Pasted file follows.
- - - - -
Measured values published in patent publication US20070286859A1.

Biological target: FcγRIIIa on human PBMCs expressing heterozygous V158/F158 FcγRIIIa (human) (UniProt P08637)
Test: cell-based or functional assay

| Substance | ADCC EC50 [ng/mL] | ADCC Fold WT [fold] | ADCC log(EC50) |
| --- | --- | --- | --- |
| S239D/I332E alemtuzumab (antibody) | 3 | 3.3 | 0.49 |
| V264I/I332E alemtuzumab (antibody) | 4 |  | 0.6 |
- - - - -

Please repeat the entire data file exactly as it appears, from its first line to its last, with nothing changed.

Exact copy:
Measured values published in patent publication US20070286859A1.

Biological target: FcγRIIIa on human PBMCs expressing heterozygous V158/F158 FcγRIIIa (human) (UniProt P08637)
Test: cell-based or functional assay

| Substance | ADCC EC50 [ng/mL] | ADCC Fold WT [fold] | ADCC log(EC50) |
| --- | --- | --- | --- |
| S239D/I332E alemtuzumab (antibody) | 3 | 3.3 | 0.49 |
| V264I/I332E alemtuzumab (antibody) | 4 |  | 0.6 |